Lone Wolf and Cub: Baby Cart at the River Styx (1972)
Having been to the Boston Public Library for the first time, I decided to take an opportunity to get into the Lone Wolf and Cub series of films; however, I mistakenly picked up Baby Cart at the River Styx, which is in fact the second movie in the series.
Lone Wolf and Cub (子連れ狼, Kozure Ohkami), based on the manga of the same name, follows Ogami Itto (played by Wakayama Tomisaburo) and his son Daigoro (Tomikawa Akihiro) as they embark on a path of revenge on the Yagyuu clan after the brutal murder of Itto’s wife and his wrongful disgrace. Baby Cart at the River Styx picks up with Ogami battling female shinobi of the Yagyuu clan and assassinating someone about to sell secrets of his clan’s indigo dye.
I’ll put out the disclaimer that many of the problems I had with this movie may have stemmed from the fact that I didn’t see the first movie in the Lone Wolf and Cub series. That said, here goes.
Baby Cart at the River Styx was an absolutely gorgeous-looking movie. AnimEigo really went the extra mile in restoring the movie for the DVD release, allowing Baby Cart at the River Styx to rival movies I’ve seen on Blu-Ray. The blood (there was a whole lot of it in this movie) was very vivid. I saw beautiful scenes of the forest, the desert, and out at sea.
That said, the things I enjoyed about this movie ended there. The movie’s editing made following the story quite a bit harder than it should have been. The scenes transitioned in a way that required me to fill a bit more in with my imagination than I would’ve liked. I think a lot of this has to do with the fact that Baby Cart at the River Styx was attempting to tell two stories in one movie. I would’ve liked to see the shinobi story all on its own with the sellout assassination occupying a separate movie. The plot felt like it was just a series of excuses for Ogami to kill people in gory ways. He was all but invincible in this movie, so I really had a hard time feeling any suspense in any of the fight scenes.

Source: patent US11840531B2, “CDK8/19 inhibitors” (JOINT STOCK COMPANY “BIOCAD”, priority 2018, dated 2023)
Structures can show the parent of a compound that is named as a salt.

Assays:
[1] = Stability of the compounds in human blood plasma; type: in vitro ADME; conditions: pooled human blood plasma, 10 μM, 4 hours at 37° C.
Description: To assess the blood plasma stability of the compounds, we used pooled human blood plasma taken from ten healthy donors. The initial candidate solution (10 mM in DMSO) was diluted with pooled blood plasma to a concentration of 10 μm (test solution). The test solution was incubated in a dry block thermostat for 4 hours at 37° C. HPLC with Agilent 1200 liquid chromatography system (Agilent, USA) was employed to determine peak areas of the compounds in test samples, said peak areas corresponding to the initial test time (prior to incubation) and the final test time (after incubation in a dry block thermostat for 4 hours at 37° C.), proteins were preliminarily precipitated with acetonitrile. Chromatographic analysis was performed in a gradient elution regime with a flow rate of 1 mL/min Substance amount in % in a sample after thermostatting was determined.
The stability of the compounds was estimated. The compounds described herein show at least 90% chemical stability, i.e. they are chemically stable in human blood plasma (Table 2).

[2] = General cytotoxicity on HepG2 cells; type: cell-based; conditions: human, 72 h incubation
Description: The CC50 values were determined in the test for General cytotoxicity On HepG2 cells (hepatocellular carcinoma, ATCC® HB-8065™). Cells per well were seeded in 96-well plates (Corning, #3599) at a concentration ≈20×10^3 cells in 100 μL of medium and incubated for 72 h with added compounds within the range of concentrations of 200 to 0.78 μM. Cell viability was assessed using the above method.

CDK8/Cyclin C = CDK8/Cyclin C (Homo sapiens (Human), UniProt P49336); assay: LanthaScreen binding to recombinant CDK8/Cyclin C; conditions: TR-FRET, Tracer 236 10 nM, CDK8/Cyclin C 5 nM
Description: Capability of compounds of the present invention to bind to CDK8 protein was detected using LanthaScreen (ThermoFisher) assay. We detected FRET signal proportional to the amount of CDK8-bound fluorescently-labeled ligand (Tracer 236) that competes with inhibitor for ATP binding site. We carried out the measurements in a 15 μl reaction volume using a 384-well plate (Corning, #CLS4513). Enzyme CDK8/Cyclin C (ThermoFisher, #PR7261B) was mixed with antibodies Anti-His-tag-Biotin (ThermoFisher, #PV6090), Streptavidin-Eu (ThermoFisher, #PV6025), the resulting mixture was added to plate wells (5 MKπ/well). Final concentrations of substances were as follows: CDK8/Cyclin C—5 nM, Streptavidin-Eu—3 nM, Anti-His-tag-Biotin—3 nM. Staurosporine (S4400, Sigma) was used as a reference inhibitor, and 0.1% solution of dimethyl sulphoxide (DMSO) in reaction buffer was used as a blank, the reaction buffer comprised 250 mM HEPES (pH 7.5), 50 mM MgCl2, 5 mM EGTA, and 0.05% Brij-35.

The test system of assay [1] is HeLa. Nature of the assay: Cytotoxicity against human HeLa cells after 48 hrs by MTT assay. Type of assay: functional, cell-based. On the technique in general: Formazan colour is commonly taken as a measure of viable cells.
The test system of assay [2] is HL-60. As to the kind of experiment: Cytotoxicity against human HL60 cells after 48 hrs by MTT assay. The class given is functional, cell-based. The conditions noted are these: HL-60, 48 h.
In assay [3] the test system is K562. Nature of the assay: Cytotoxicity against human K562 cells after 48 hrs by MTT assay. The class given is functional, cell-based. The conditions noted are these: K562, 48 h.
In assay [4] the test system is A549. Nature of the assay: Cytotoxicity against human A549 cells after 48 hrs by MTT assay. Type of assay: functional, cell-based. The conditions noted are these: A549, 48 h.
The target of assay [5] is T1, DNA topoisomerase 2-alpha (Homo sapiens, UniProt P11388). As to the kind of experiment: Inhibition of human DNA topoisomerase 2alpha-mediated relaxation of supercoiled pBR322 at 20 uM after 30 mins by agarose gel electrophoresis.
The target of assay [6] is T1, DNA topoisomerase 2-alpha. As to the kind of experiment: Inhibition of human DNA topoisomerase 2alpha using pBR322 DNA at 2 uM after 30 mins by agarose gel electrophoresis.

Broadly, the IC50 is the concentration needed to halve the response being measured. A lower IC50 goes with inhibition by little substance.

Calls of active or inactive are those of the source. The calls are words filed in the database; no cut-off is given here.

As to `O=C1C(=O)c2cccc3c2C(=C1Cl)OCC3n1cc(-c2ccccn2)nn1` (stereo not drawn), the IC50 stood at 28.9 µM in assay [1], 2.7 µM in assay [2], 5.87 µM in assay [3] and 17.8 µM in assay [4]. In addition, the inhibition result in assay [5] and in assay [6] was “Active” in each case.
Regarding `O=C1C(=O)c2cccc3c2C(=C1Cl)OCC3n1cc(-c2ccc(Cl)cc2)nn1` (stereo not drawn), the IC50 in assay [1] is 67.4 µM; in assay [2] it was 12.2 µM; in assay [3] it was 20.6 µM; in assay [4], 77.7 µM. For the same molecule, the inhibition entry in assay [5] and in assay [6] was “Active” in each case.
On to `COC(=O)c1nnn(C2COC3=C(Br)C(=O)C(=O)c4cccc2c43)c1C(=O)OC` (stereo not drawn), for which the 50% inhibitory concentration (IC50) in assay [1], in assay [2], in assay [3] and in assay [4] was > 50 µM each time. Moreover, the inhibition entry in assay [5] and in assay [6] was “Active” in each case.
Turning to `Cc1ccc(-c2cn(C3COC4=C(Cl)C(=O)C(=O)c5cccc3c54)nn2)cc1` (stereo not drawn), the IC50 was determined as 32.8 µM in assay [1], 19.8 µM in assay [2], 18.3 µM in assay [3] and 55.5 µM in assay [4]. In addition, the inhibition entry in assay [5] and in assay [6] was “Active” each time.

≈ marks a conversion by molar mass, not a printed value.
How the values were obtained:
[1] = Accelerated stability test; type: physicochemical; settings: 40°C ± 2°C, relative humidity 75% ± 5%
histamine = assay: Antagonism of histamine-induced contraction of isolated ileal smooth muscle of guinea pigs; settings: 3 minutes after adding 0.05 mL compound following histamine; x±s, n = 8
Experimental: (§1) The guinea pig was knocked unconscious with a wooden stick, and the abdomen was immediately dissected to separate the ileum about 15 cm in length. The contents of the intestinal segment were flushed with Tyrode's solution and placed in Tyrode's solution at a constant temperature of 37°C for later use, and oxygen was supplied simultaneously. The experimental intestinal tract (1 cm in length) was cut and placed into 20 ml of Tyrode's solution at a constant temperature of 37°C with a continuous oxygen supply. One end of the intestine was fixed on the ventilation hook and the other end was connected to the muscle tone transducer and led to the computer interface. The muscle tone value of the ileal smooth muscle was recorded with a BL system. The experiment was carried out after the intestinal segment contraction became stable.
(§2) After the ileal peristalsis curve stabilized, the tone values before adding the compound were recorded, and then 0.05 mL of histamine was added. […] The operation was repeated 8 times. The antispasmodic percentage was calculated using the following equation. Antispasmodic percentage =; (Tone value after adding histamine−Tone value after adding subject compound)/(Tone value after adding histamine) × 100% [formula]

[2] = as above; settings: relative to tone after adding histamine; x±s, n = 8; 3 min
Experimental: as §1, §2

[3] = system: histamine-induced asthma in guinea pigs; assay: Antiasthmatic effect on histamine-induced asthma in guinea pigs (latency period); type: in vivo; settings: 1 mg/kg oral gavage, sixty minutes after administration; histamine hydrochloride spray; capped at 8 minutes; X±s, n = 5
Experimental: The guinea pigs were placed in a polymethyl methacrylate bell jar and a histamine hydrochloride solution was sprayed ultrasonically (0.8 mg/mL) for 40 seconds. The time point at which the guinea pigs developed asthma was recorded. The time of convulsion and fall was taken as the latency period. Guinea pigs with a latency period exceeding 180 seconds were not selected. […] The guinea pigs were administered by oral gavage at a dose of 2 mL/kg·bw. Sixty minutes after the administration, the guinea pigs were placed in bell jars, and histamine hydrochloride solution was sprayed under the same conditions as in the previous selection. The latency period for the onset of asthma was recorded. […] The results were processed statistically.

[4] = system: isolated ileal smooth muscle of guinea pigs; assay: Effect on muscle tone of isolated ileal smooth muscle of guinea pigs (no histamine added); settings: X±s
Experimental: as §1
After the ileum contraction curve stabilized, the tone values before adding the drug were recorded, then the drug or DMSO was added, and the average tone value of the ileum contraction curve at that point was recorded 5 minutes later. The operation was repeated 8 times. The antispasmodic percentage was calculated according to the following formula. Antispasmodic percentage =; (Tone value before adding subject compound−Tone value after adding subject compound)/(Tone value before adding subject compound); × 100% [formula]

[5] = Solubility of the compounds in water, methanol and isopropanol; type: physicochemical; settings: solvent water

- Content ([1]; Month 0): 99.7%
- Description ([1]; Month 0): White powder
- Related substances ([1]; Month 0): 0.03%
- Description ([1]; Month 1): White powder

This problem may have stemmed from the fact that this movie was made while the Lone Wolf and Cub manga was still ongoing. It was clear the writers took two chapters from the manga and made a movie out of it without really putting a lot of thought into how the movie would stand on its own.
Since this movie was adapted from a manga, I shouldn’t have been as surprised as I was to see acting that would have been more appropriate for an anime series than for a live-action movie. Matsuo Kayo as Yagyuu Sayaka, while very easy on the eyes, gave a performance that was reminiscent of Science Ninja Team Gatchaman’s Berg Katse. Wakayama consistently chewed the scenery up even without speaking very much.
I’ve been watching a lot of Japanese period pieces lately. The Lone Wolf and Cub series was in fact produced by Katsu Shintaro, who was Zatoichi. I have also seen the film adaptation of Rurouni Kenshin last year. Both as a period movie involving a lot of swordfighting and as a manga adaptation, there were movies that did it better than Lone Wolf and Cub: Baby Cart at the River Styx. While it did get an average user rating of 8.1 out of 10 on IMDb, this is probably the first Japanese movie I’ve seen I would actually qualify as being a bad movie.